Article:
Further, FIG. 13 shows an example of forming pit 210 a so that the longitudinal direction of pit 210 a is inclined with respect to the perpendicular direction of the rotational direction A of shaft 210. In FIG. 13, a chain line c is a line of cutting each pit 210 a as shown in FIGS. 12A through 12E. Therefore, a cross section along the cutting line c in FIG. 13 corresponds to FIG. 12B. In the example of pit 210 a shown in FIG. 13, planes I and II correspond to the plane whose normal B includes the component of the rotational direction A of shaft 210, and planes III and IV correspond to the plane whose normal B includes the component opposite to the rotational direction A of shaft 210. Therefore, it is preferable that pit 210 a is formed such that the total of the areas of the planes I and II is greater than the total of the areas of the planes III and IV.

By forming an opening of pit 210 a of shaft 210 into a rectangular or oval shape, the merit of flowing lubricating oil is further maintained, and the merit of reducing the friction is also obtained.

It is preferable that the shape of the opening of pit 210 a of shaft 210 is formed such that a width dimension perpendicular to the longitudinal direction of the opening shape ranges from 50 to 150 μm, and that a longitudinal dimension of the opening shape is 2 to 10 times the width dimension. When the opening shape of pit 210 a is formed so as to satisfy the above conditions, it becomes possible to flow a sufficient quantity of lubricating oil to the sliding surfaces, to obtain the friction reducing effect under the sliding condition and to suppress a breakage such as fiction and seizing at an end portion of sliding bearing 211.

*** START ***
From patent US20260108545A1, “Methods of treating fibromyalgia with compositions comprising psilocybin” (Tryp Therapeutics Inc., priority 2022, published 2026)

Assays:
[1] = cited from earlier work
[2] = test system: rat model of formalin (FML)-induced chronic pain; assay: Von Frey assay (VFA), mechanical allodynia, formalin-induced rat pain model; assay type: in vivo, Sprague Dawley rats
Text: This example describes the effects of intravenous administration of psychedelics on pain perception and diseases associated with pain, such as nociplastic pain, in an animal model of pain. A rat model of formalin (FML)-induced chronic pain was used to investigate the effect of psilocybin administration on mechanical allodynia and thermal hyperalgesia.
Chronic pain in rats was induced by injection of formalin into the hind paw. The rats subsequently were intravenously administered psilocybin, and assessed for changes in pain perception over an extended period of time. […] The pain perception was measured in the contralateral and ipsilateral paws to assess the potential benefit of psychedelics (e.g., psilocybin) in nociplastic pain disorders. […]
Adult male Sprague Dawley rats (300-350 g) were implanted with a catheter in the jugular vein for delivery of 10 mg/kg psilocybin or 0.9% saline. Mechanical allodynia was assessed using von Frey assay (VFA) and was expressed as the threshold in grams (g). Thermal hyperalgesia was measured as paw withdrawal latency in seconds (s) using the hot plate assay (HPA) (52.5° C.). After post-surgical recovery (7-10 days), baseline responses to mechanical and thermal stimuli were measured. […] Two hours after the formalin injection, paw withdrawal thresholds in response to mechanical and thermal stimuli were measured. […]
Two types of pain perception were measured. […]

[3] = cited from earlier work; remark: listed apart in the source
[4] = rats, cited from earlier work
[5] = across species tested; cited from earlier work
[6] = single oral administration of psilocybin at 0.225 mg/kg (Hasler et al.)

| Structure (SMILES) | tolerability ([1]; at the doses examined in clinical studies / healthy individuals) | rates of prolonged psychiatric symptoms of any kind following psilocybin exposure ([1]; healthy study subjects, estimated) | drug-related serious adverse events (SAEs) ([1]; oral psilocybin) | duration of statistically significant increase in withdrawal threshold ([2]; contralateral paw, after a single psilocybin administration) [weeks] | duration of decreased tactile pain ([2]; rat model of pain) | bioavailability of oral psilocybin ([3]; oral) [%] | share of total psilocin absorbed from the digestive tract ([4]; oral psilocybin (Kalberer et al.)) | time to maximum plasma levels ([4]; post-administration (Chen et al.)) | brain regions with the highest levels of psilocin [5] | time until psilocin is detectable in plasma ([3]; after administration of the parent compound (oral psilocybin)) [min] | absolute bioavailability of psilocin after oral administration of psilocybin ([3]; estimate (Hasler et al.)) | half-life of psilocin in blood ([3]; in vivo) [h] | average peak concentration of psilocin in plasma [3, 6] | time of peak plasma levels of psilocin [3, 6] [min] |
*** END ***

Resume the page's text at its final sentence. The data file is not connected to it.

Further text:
Further, it is preferable that the total of the areas of the openings of all pits 210 a is greater than 0.3% of the sliding surface area of shaft 210 and is smaller than or equal to 10% of the sliding surface area. If the total of the areas of the opening is smaller than or equal to 0.3% of the sliding surface area, it is difficult to sufficiently obtain the anti-seizing effect. If the total of the areas of the opening is greater than 10% of the sliding surface area, there is caused a problem of generating a metal-to-metal contact.